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J Clin Oncol. 1995 Aug;13(8):1843-50.

In vivo cell kinetics in head and neck squamous cell carcinomas predicts local control and helps guide radiotherapy regimen.

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  • 1Divisiones di Oncologia Radioterapica e Oncologia Chirurgica, Laboratorio di Biofisica e Citometria, Istituto Nazionale per la Ricerca sul Cancro di Genova, Italy.



To determine whether pretherapy cell kinetics can predict local control for patients affected by head and neck squamous cell carcinomas (HN-SCCs) to be treated by primary radiotherapy and, moreover, guide to a choice between conventional and accelerated radiotherapy.


Between 1989 and 1993, 83 patients with stage II to IV HN-SCC entered the study. Multiple primary tumor biopsies were obtained 6 hours after in vivo infusion of bromodeoxyuridine (BrdUrd). In vivo S-phase fraction labeling index (LI), duration of S phase (Ts), and potential doubling time (Tpot) were obtained by analysis of multivariate flow-cytometric data. Between April 1989 and January 1991, 49 patients were treated by conventional radiotherapy (70 Gy in 35 fractions over 7 weeks), whereas, afterwards, 34 patients entered an accelerated radiotherapy regimen with the concomitant boost technique (75 Gy in 40 fractions over 6 weeks).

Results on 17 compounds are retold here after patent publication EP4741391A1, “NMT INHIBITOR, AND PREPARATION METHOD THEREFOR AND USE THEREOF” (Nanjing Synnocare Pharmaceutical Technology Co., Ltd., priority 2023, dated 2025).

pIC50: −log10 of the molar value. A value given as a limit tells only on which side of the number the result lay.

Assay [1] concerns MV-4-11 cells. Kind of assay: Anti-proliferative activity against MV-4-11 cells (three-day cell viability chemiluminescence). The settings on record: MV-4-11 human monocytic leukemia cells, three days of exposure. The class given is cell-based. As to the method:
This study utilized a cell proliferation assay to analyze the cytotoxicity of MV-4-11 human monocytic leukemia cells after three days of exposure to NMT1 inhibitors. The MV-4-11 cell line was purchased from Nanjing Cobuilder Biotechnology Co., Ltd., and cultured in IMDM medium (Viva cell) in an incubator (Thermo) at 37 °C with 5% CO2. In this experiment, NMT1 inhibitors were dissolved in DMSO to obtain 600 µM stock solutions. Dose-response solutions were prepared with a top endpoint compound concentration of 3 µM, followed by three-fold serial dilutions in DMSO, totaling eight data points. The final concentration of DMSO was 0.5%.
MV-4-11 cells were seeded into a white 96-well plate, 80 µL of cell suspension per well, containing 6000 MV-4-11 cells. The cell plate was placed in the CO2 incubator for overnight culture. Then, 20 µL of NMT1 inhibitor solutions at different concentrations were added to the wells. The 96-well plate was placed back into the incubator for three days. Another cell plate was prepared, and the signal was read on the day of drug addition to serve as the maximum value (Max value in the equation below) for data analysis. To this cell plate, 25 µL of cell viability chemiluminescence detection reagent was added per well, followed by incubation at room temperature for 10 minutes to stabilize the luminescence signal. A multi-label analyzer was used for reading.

Univariate analysis showed that, among patients treated by conventional radiotherapy, local control probability was affected by tumor stage (P = .02), Tpot (P < .001), and LI (P = .04). Similarly, among patients treated with accelerated radiotherapy, we found that local control probability was related to tumor stage (P = .03) and primary tumor site (P = .05). For the subgroup of patients with tumors characterized by fast growth (Tpot < or = 5 days), accelerated radiotherapy gave a better local control rate than conventional radiotherapy (P = .02). Cox multivariate analysis of the total number of patients showed that the only significant independent prognostic factors related to local control were tumor stage (P = .002) and Tpot (P = .004). Moreover, when the Cox analysis was restricted to the subgroup of patients treated with conventional radiotherapy, Tpot was the most significant factor to predict local outcome (P < .01).


Pretreatment tumor Tpot appears to be an important independent prognostic factor for local control of HN-SCC treated by primary radiotherapy.

[PubMed - indexed for MEDLINE]
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